The standard density differs a little depending on the type of gold you have. For 14k yellow gold, it’s about 12.9 to 13.6 g/mL. For 14K white gold, it’s around 14 g/mL.
A piece of 18K yellow gold has an average density from 15.2 to 15.9 g/mL. A piece of 18K white gold has a density from 14.7 to 16.9 g/mL.
Any 22K piece of gold has a density around 17.7 to 17.8 g/mL.
EditUsing a Nitric Acid Test
Purchase gold-testing kit to get the acid you need for the test. Testing kits include various bottles of nitric acid for different types of gold. Some tests also include a flat rock called a touchstone you can use to scratch off some of the gold on your item. You may also see needles with samples of yellow and white gold to use as a comparison to your item.
Testing kits are available online. Also, check with local jewelry stores. Most jewelers use this test for its accuracy.
Create a small scratch on the gold using a sharp tool. Choose an inconspicuous location on the jewelry to make the scratch, such as underneath a clasp or an inner band. Then, use a sharp tool such as a jewelry engraver to dig into the gold. Scratch until you get underneath the top layer of gold. Expose a fresh layer of gold or any other metal underneath it.
Nitric acid tests require you to scratch your piece of gold. If the gold has personal value to you or you plan on keeping it, take it to a professional jeweler instead of doing the test yourself.
Add a drop of nitric acid to the scratch. Put on latex gloves and work in a well-ventilated room to avoid any issues with the dangerous acid. When you’re ready, look for the bottle of acid labeled for 18K gold. After setting the gold in a stainless steel container, place a drop of the acid directly on the scratch you made, then watch for it to turn a shade of green. If it turns green, you know right away your gold is fake.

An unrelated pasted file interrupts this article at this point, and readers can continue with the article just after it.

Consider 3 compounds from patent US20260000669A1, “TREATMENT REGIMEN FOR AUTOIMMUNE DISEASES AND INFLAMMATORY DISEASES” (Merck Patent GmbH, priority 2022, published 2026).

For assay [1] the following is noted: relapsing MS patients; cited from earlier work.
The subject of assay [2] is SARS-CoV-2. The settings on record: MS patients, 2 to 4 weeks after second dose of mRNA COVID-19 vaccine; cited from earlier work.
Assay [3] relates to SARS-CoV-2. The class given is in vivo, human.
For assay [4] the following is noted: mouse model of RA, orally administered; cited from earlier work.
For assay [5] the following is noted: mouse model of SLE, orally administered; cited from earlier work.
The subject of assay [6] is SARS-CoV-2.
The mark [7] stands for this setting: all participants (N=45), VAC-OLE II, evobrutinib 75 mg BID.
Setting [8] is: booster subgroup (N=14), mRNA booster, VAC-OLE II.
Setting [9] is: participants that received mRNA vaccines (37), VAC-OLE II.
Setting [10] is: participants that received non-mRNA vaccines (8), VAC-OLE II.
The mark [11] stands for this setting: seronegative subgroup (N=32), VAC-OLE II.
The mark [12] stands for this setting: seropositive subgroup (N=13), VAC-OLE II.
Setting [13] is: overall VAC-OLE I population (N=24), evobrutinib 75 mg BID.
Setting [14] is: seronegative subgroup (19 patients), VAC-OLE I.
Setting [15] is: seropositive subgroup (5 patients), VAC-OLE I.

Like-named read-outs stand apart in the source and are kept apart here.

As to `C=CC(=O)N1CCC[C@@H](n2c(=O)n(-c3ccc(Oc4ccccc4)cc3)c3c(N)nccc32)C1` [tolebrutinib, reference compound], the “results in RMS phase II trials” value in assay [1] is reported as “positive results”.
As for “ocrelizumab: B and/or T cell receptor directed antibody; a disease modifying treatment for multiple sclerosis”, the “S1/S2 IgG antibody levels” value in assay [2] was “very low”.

Regular gold does not react to the acid, so your item might be gold plated or a low-purity blend of metals.
A milk-colored reaction usually indicates gold-plated sterling silver. If the acid turns gold, you have gold-plated brass.
Scratch the gold on a touchstone to test its purity. If you think you might have real gold, rub it along the touchstone to create a streak of gold flakes. Add a drop of 12K, 14K, 18K, and 22K nitric acid to different parts of the streak. Check back after 20 to 40 seconds. Find the spot where the acid doesn’t dissolve the gold to figure out what karat rating your item is.
The acids all increase in strength, so the acid used for 22K is stronger than the 12K one. If the 18K acid dissolves the gold but the 14K one doesn’t, you know your item is probably around 14K.
Most gold tests are imperfect, so you may need to go through several tests in order to decide if your item is authentic.
You may have heard of the bite test where gold is real if your teeth leave a mark on it. Since most gold items consist of blends of harder metals, avoid the bite test to protect your teeth.
When jewelers say that gold is 24K, they mean that the gold is 99.9% pure with minimal traces of other metals. A piece of gold that is 22K is 22 parts gold and 2 parts another metal.
In items that are less than 24K in quality, the other metals give the gold its hardness and color. Gold on its own is very soft, so metals like silver and copper are added to make gold items more durable.
Jewelry made with white gold, yellow gold, red gold, and rose gold are all combinations of gold and other metals.
If you ever need help determining whether gold is real, take your item to a professional jeweler or appraiser.
Nitric acid is strong and can burn your skin in addition to damaging a valuable piece of gold. If you’re worried about this, let a professional jeweler or appraiser handle the test.
EditThings You’ll Need
EditDoing a Visual Inspection
EditTesting Magnetism and Other Properties
Unglazed ceramic plate or tile
EditPerforming a Density Test
Graduated cylinder or measuring cup
EditUsing a Nitric Acid Test
Stainless steel container
Measure the Density of Metals
Test Water Purity
Calculate the Value of Scrap Gold
Tell if Jade Is Real
Tell if a Diamond is Real
Tell if an Opal Is Fake
Spot Fake Gold